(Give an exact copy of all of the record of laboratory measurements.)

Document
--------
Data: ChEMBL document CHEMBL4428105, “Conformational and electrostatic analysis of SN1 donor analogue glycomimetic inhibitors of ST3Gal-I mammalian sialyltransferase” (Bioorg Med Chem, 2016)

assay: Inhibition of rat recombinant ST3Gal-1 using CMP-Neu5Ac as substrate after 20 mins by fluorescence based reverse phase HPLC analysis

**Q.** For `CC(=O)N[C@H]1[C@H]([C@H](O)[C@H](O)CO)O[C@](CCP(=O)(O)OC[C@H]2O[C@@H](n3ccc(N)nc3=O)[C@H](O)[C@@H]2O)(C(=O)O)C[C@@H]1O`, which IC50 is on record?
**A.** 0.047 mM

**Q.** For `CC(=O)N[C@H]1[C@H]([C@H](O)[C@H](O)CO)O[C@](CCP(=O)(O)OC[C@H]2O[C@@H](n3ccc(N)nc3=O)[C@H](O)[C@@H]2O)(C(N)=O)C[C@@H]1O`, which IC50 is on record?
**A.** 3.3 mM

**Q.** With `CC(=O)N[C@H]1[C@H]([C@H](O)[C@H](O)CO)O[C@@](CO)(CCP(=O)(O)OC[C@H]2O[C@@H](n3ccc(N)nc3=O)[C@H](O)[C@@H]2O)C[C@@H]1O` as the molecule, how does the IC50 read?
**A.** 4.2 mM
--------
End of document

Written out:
Data: ChEMBL document CHEMBL4428105, “Conformational and electrostatic analysis of SN1 donor analogue glycomimetic inhibitors of ST3Gal-I mammalian sialyltransferase” (Bioorg Med Chem, 2016)

assay: Inhibition of rat recombinant ST3Gal-1 using CMP-Neu5Ac as substrate after 20 mins by fluorescence based reverse phase HPLC analysis

**Q.** For `CC(=O)N[C@H]1[C@H]([C@H](O)[C@H](O)CO)O[C@](CCP(=O)(O)OC[C@H]2O[C@@H](n3ccc(N)nc3=O)[C@H](O)[C@@H]2O)(C(=O)O)C[C@@H]1O`, which IC50 is on record?
**A.** 0.047 mM

**Q.** For `CC(=O)N[C@H]1[C@H]([C@H](O)[C@H](O)CO)O[C@](CCP(=O)(O)OC[C@H]2O[C@@H](n3ccc(N)nc3=O)[C@H](O)[C@@H]2O)(C(N)=O)C[C@@H]1O`, which IC50 is on record?
**A.** 3.3 mM

**Q.** With `CC(=O)N[C@H]1[C@H]([C@H](O)[C@H](O)CO)O[C@@](CO)(CCP(=O)(O)OC[C@H]2O[C@@H](n3ccc(N)nc3=O)[C@H](O)[C@@H]2O)C[C@@H]1O` as the molecule, how does the IC50 read?
**A.** 4.2 mM